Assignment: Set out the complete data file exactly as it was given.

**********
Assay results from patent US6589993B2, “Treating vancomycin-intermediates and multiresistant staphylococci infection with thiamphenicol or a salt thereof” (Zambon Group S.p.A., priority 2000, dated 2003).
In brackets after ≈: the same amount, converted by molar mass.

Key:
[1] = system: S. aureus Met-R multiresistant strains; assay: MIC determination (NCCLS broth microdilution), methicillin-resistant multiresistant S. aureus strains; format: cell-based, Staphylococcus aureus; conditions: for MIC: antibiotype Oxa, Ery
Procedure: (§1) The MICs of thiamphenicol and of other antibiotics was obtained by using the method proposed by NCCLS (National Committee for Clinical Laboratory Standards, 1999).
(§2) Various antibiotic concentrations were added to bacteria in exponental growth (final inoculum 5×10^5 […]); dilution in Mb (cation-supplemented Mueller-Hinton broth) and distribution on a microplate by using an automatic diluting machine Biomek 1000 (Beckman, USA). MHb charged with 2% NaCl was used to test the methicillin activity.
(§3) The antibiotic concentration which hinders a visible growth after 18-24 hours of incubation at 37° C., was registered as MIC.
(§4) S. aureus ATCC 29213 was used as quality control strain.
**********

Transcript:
Assay results from patent US6589993B2, “Treating vancomycin-intermediates and multiresistant staphylococci infection with thiamphenicol or a salt thereof” (Zambon Group S.p.A., priority 2000, dated 2003).
In brackets after ≈: the same amount, converted by molar mass.

Key:
[1] = system: S. aureus Met-R multiresistant strains; assay: MIC determination (NCCLS broth microdilution), methicillin-resistant multiresistant S. aureus strains; format: cell-based, Staphylococcus aureus; conditions: for MIC: antibiotype Oxa, Ery
Procedure: (§1) The MICs of thiamphenicol and of other antibiotics was obtained by using the method proposed by NCCLS (National Committee for Clinical Laboratory Standards, 1999).
(§2) Various antibiotic concentrations were added to bacteria in exponental growth (final inoculum 5×10^5 […]); dilution in Mb (cation-supplemented Mueller-Hinton broth) and distribution on a microplate by using an automatic diluting machine Biomek 1000 (Beckman, USA). MHb charged with 2% NaCl was used to test the methicillin activity.
(§3) The antibiotic concentration which hinders a visible growth after 18-24 hours of incubation at 37° C., was registered as MIC.
(§4) S. aureus ATCC 29213 was used as quality control strain.